Passing through Grand Junction, Colorado, I thought “I could live here.” There is plenty of what I love most about the west — vistas, mountains, dry air, and blue skies. I think there would be plenty of places to explore.
So, we’ll see what happens. Perhaps we will move to Grand Junction for a while. I’ll trust God to provide that direction.
Traffic from the tunnel downhill into the Denver Basin was crazy, as always. The term “bomb the hill” came to mind several times. There are effectively two lanes in each direction; the third lane is for slow-moving heavies. There were lots of slow-moving heavies!
I was reminded, again, of why I don’t like living near large cities. I don’t care for the traffic and I don’t care for the rushed pace. I prefer my life to be lived a bit slower than that, with purpose and reflection. There’s nothing wrong with the hustle-bustle of city life; it’s just not for me. I’d much rather spend my days wandering in the sagelands than in the noise and confusion of city life. I’ve done that because I needed to (that’s where the work was), but I’d rather not do it anymore.
So, here I am in Denver. I wonder what the day will bring?
Pibbies have a reputation for putting on displays of incredible silliness. My favorite silliness of the Girl is what I call a zoomie. If one has been around dogs much, they know exactly what a zoomie is. If not, well then that is your loss, not mine. Suffice it to say that one must stay out of the way of the zooming canine or risk life and limb.
We enjoy our walks (walkies) and go several times each day. Some days our walkies are much longer than others. On this particular afternoon, we walked across Stewart Street (taking our lives in my hands) and had a play over in the old Nevada State Children’s Home property. It’s mostly abandoned now, the structures used for storage I think. The grounds are home to a number of California ground squirrels (targets) and are visited often by neighborhood canines and their handlers.
We know several good folks there. Good folks are fairly easily identified by their companions, who are also good folks.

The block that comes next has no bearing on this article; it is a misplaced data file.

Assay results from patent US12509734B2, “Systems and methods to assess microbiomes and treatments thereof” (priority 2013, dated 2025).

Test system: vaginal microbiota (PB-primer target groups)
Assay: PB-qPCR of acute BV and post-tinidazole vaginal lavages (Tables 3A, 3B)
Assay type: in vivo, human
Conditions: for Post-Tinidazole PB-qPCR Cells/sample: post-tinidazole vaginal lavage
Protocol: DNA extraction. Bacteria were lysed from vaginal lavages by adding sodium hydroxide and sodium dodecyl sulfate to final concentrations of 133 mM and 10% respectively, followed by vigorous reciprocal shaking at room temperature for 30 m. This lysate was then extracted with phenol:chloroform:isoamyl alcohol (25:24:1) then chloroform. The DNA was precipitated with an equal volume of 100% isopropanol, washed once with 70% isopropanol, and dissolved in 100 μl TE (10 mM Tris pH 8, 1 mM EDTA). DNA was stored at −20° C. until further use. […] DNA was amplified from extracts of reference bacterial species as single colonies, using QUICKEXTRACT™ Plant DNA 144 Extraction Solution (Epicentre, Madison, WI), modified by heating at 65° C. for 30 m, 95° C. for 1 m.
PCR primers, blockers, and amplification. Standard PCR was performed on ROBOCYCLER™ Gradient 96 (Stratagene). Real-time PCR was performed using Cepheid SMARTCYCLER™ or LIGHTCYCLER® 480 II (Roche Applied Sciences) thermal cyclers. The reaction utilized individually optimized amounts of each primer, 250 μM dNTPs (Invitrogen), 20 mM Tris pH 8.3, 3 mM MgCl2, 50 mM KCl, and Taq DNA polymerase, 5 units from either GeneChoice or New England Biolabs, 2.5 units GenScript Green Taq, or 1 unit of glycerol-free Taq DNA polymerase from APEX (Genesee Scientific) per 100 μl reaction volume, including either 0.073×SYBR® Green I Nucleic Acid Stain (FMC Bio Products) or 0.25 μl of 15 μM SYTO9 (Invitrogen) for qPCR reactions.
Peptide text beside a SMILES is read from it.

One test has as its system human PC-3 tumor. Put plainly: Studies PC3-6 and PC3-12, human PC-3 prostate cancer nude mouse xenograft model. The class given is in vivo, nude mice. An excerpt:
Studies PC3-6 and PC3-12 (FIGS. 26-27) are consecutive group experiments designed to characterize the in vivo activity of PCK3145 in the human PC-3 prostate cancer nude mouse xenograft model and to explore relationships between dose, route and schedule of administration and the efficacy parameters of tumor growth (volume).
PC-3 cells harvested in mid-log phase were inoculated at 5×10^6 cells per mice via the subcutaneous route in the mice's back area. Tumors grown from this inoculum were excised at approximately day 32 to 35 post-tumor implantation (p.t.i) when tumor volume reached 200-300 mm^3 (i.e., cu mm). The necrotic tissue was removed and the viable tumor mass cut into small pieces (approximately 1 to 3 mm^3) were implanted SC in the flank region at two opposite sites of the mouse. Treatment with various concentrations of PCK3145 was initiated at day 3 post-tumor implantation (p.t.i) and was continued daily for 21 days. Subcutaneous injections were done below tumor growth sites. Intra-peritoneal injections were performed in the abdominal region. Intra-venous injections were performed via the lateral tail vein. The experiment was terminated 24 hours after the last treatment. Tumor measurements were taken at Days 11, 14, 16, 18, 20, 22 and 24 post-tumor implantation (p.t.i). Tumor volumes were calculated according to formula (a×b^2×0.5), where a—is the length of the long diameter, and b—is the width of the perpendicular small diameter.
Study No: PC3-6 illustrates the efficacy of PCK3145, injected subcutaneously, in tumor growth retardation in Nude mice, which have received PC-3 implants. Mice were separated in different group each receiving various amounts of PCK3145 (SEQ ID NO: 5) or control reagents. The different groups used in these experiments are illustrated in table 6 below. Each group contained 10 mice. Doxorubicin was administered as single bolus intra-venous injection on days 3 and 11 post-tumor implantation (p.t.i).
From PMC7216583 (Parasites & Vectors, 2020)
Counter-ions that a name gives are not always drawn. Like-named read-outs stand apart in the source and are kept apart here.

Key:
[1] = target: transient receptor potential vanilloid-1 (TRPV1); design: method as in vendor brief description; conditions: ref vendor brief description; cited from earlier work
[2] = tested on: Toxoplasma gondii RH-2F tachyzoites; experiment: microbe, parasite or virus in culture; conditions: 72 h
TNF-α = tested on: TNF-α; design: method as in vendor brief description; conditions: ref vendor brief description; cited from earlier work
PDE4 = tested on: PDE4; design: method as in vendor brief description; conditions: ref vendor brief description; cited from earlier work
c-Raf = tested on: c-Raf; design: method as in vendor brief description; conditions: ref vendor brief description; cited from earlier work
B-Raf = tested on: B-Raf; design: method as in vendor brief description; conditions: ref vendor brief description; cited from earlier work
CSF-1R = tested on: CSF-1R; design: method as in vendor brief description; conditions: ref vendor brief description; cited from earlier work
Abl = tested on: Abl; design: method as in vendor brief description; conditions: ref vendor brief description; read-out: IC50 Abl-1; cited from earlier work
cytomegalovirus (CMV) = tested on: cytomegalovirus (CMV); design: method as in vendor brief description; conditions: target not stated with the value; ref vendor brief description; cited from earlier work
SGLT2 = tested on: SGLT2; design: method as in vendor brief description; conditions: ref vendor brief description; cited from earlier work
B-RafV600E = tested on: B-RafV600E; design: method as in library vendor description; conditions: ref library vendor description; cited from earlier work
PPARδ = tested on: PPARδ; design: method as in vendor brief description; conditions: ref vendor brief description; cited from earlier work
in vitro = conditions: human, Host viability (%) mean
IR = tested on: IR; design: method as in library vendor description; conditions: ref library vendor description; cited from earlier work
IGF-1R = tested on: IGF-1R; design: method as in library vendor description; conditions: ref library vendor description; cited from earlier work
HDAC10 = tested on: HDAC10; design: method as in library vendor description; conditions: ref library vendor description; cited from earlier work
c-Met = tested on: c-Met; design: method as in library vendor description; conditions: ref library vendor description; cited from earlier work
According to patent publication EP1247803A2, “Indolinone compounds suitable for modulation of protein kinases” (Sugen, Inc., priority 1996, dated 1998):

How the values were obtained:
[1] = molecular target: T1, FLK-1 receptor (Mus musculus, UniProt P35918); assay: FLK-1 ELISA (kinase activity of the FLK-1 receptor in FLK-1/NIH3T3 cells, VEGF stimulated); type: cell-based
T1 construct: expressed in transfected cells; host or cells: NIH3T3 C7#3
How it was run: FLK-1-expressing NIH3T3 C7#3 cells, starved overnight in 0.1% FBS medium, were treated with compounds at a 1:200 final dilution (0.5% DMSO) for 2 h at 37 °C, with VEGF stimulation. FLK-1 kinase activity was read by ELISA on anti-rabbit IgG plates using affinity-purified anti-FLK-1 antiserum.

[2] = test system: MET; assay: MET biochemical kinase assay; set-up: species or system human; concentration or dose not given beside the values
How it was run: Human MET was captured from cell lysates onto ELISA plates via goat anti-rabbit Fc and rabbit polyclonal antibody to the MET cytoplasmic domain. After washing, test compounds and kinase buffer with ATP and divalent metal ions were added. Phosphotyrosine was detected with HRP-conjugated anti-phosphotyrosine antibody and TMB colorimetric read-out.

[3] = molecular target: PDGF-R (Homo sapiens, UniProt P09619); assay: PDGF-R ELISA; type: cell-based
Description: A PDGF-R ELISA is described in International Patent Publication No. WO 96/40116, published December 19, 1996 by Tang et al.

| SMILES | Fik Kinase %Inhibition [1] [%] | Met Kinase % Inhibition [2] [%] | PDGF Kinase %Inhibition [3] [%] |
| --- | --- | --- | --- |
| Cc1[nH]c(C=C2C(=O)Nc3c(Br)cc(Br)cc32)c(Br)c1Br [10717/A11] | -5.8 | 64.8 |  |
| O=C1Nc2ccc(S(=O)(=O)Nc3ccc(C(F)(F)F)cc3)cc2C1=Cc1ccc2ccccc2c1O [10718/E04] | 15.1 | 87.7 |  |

This particular afternoon I forgot to bring the Girl’s Chucker and ball — one of her favorite toys/games. So, we improvised with a branch blown from a nearby poplar by the recent winds. Pibbies will destroy branches. So, we had fun with this one, tugging and chasing for a half-hour or so.
Then playtime was over and it was time for more serious pursuits. But the games are fun!
The Girl and I have been walking the Carson River Trail quite a lot the last few weeks. There’s less traffic than at Riverview Park and I like the walk along the river a bit better.
Friday we walked the trail again. The colors are staggering for the moment. Soon enough, it will all be gone and the cottonwoods will be in their winter dress. But for now, I’m really enjoying the color.
We paused at Mexican Dam for a few minutes. The flow is up quite a lot with the recent rains and the ending of irrigation season. But, there is not a lot of flow.
I stood there, looking over the water and taking in the sights, sounds, and smells. I heard a splash nearby and turned to see the Girl in the water. How she fell off the headgate wall I’ll never know. She’s not the brightest bulb in the box, sometimes.
She reinforced my observation by trying to climb up the concrete headwall. Unsuccessful, she looked at and I called her toward me. She could walk out on the weir.
She dogpaddled toward me and tried to climb the wall again. She slipped back into the water and went under. That didn’t look good. She didn’t look panicked, but was clearly distressed.
I called her to me again. She swam my way and tried to climb out again.
For a moment, I thought I was going to have to jump into the river and rescue my dog. That would have meant wetting my iPhone and my watch, which would have been expensive (but I didn’t think of that at the time).
But, she swam a little closer and I reached down to her. I snagged her collar and hoisted while she scrambled up the rough concrete.
Wet but happy, she shook and gave me a shower. I laughed, retrieved my pack, and we headed back to the rig, where I had a towel.
On the way back, she had two or three mini-zoomies and we played. She was a happy dog and I was a happy man.
At the rig, I retrieved the towel and wiped her mostly-dry fur down. She likes the towel. I like the Girl.